Space is hard. Every time a rocket crashes or a probe goes silent, someone invokes the mantra that it’s hard to reach for the stars. Rockets are complicated machines, often with thousands of parts that can doom a mission if just one fails.
Relativity Space, a California-based startup, is trying a new approach—3D printed rockets to simplify the assembly and structure of launch vehicles. Late Wednesday night it had, by its own description, a partial success. Its first Terran 1 rocket lifted off from Launch Complex 16 at Cape Canaveral in Florida, and its first stage carried it nearly 100 kilometers toward orbit. But apparently something went wrong with the second stage as it tried to start, and the rocket’s remains fell into the Atlantic.
“Look at that blue fire!” yelled a launch commentator on the company’s webcast of the launch as the methane-fueled rocket streaked into the sky. Two minutes and 40 seconds after launch, the first stage shut down on schedule and dropped away. Video from a camera on the second stage showed its engine ready to go. But then, a moment later, the voice of launch director Clay Walker could be heard: “T-plus anomaly with stage two.”
“Today is a huge win, with many historic firsts,” said the company in an upbeat tweet after the launch attempt was over. How so? “We successfully made it through Max-Q, the highest stress state on our printed structures. This is the biggest proof point for our novel additive manufacturing approach.”
The Terran 1 rocket sits on the launch pad at Cape Canaveral during the countdown for its second launch attempt.Trevor Mahlmann/Relativity Space
The company said it would go through the data it had gathered during the flight and provide updates in the coming days. It did not immediately offer further details.
In fairness, no private space company has made it to orbit on its first try, and Relativity had been trying for months to play down expectations for the Terran 1. This first mission, nicknamed “Good Luck, Have Fun” (GLHF for short), carried no payload.
How would Relativity define success? “We’ll let our customers answer that,” said Josh Brost, Relativity’s head of business development, in an interview with IEEESpectrum last November, while GLHF was being prepped for flight.
Relativity says that about 85 percent of its first rocket by mass was 3D printed, and the company eventually hopes to raise that to 95 percent. Additive manufacturing offers many advantages. The first is that the Terran 1 probably has one-hundredth the number of parts that make up a conventional rocket of similar capability—which means vastly fewer seams, fewer spot welds or bolts to hold pieces together, and fewer joints in propellant lines. In sum, there are fewer components to make and fewer places where failures can occur.
“The real thing we’re looking to get from the first launch is validating that a 3D printed rocket can survive the rigors of the launch environment,” said Brost. “We’re collecting as much data as we can to help our engineers validate or improve what they’ve developed over the last few years on the ground.”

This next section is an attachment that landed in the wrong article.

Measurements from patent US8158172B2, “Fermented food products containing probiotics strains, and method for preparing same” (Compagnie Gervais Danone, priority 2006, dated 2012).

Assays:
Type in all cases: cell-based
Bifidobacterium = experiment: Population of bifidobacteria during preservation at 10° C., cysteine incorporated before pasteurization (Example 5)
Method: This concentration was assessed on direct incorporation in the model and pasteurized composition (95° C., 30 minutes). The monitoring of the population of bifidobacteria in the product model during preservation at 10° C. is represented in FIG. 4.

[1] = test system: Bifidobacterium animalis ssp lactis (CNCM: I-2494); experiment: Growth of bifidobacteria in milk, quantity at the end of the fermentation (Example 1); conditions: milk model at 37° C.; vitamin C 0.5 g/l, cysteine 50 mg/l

Building a 3D printed rocket, says the company, is dramatically different from what one would see on conventional aerospace assembly lines. Instead of milling and bending with exacting labor to shape thousands of components, the primary tool is a robotic arm, adding liquified or powered metal alloys, layer by layer, to whatever part of the vehicle is being fabricated.
Just as an example, a rocket nozzle often has a complicated network of coolant pipes surrounding it, with cryogenic propellants pumped through to keep the nozzle from overheating when the fuel is pumped into the combustion chamber and ignited. That’s a tall order. The coolant lines need to be intricate and sturdy, lightweight, and well-insulated, all at the same time. The result is that traditional booster engines can have more than a thousand parts. Relativity says its engines have a fraction as many.
Relativity’s Terran 1 rocket lifts off. The first stage apparently worked well, but the second stage failed and did not reach orbit.Relativity Space
Three-D printing also makes modifications easier and far faster. Presuming that Relativity can determine what went wrong with the second stage, the team there says they may not have to rebuild from scratch. Instead, they’ve said, with some application of artificial intelligence, they can change the software commands for the 3D printing of future rockets they assemble.
Relativity has said it is using the Terran 1 as a test bed; if it’s successful, it will move on to a larger rocket, dubbed the Terran R, which it says can carry 20,000 kilograms of payload into low Earth orbit. The company says it has several orders from satellite makers who want to use it. And further out—way further out—it talks about taking fuller advantage of its technology. If 3D printing can be used to fabricate launch rockets on Earth, can it be used to make habitats on Mars? It’s certainly not a realistic proposition yet, but in the early years of SpaceX, Elon Musk made it an animating force in his company’s efforts to venture into the skies.
“We believe that we’re participating in the excitement of the new space industry,” said Scott Van Vliet, Relativity’s head of software engineering, “and we’re disrupting traditional mechanisms for building and launching vehicles.”
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Ned Potter is a New York writer who spent more than 25 years as an ABC News and CBS News correspondent covering science, technology, space, and the environment.